Independent Trustee Choice - Part 2

11th October, 2010

  • In this article in a short series about choosing an independent trustee I will look at the skills and experience required to act as a professional pension scheme trustee.

    First and foremost professional trusteeship is a generalist role.

    To hold his or herself out as a professional a trustee should be able to demonstrate skills and experience in the majority of the following areas:

    • Investment and Economics
    • Pensions Law
    • IT and Information Security
    • Pensions Administration Practice
    • Accounting and Corporate Finance
    • Governance and Chairing Skills
    • Actuarial Science

    For some appointments where the continued support of the sponsoring employer may not be strong enough to rely on in future a good understanding of insolvency law is required together with practical experience of the Pensions Protection Fund and its requirements and ideally substantial experience of similar situations.

    It is obvious but still worth stating that no single individual can be on top of everything in this list, however a working knowledge of everything is required.  A lifetime of working as a pensions manager for a large secure company or as a pension scheme actuary will not equip an individual for the role unless the experience has been wider.  I have heard professional trustees who have been happy to state that they do not understand corporate finance and always rely on advice from a specialist.  Shame on them!  As a trustee you do not need to be an expert in every discipline (that would be impossible) but you cannot do an adequate job without being able to challenge professional advice and direct the relevant advisers.

    A good option is to choose an independent trustee firm rather than an individual trustee where the combined skills of several individuals complement each other.

    An employer should ensure that they have a good understanding of the level of knowledge that a trustee has and a good idea of how that knowledge was acquired.  Is it theoretical knowledge obtained through study and qualifications or has practical experience been obtained?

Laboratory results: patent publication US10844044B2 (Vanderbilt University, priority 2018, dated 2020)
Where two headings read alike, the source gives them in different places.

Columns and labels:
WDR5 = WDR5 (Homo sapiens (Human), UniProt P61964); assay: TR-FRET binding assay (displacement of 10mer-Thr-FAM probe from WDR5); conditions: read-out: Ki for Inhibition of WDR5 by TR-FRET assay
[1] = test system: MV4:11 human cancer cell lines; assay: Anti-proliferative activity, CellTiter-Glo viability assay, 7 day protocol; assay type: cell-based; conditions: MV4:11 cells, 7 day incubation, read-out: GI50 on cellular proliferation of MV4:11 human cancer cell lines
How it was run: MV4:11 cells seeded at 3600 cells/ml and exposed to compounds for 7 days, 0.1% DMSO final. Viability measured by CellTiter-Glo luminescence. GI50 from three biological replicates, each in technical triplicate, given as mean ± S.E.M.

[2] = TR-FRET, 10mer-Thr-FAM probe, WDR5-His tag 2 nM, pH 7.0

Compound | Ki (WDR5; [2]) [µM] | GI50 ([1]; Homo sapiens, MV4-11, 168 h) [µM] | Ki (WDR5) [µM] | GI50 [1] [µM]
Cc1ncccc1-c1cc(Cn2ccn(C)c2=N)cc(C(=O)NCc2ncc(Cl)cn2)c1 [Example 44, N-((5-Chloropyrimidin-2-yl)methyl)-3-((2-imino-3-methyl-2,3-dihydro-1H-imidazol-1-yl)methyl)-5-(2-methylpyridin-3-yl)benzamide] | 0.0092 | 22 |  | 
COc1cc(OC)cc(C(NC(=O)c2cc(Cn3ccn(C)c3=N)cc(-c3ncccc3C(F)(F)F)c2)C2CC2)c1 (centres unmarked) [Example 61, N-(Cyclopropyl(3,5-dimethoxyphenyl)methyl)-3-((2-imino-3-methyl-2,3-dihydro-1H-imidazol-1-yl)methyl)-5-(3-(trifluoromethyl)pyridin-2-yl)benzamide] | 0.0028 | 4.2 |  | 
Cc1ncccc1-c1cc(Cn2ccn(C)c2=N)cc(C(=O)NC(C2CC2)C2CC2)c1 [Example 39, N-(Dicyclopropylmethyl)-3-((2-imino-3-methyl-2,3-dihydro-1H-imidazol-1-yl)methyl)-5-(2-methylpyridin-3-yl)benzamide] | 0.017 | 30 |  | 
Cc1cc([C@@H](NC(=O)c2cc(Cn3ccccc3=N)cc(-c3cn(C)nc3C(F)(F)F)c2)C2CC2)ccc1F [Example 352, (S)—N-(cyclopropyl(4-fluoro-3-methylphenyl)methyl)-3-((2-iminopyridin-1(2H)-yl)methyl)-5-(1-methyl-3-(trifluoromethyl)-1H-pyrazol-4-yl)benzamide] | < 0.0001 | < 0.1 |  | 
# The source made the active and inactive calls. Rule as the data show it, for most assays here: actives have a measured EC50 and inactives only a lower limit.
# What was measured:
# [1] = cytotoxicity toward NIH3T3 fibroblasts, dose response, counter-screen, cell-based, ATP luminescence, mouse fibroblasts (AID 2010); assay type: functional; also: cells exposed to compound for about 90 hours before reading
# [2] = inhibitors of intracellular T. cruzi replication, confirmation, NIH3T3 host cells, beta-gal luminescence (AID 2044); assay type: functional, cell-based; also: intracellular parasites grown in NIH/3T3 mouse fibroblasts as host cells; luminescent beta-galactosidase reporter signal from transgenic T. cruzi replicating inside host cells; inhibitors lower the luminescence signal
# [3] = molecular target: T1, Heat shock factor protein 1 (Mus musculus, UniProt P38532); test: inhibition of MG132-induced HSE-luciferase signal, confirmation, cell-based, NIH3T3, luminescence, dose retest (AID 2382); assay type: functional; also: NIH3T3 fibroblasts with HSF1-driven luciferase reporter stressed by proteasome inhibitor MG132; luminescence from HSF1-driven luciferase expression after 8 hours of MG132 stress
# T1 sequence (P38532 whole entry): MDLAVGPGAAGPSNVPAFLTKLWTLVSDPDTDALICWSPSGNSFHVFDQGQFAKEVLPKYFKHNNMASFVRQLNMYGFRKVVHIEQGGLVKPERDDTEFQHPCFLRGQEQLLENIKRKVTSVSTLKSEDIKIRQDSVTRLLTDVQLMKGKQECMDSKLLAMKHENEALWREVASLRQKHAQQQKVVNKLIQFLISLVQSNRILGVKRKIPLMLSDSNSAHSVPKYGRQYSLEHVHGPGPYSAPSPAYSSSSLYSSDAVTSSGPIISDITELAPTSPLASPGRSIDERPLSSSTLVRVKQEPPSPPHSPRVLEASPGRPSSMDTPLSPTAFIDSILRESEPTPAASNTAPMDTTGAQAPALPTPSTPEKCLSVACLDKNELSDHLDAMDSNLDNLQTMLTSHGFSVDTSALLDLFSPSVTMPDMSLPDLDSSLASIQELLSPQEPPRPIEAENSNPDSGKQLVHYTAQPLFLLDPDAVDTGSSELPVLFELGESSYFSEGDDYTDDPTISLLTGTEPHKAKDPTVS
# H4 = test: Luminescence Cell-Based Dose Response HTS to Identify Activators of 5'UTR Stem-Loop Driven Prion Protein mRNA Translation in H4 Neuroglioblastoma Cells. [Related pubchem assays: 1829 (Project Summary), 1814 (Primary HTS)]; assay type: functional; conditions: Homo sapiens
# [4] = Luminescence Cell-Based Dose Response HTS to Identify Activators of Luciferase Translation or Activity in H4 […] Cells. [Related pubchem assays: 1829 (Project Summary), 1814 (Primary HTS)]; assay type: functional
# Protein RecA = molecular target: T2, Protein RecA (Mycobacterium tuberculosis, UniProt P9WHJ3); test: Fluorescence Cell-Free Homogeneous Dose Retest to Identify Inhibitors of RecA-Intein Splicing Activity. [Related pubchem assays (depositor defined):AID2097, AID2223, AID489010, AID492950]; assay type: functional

How broad and deep are the individual’s connections in the pensions industry –are they up to date and if so how do they stay up to date?

    What are the individual’s softer skills like?  How will they gel with other trustees and the employer’s personnel.

    Interviewing the prospective candidate is essential.  Ideally at some length.  This individual or firm could be the most important hire than an employer makes!

    Brian Spence is a founder of actuaries Spence & Partners Limited and a director of independent trustee Dalriada Trustees Limited.  You can follow him at @briandspence or @PensionsEndgame on Twitter or link to him on LinkedIn.  Dalriada provides professional trustee services and Spence & Partners can provide support to employers in appointing an independent trustee.  Brian has written a series of articles on appointing an independent trustee.

    Follow @SpencePartners and @DalriadaTrustee on Twitter.

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    • Published byBrian Spence

      Brian has been working in pensions since 1987 and qualified as an actuary in 1990. Brian founded Dalriada Trustees and our parent company 3173 Limited. Until February 2024 he was a Dalriada Director and Group CEO, Brian then stepped back from...

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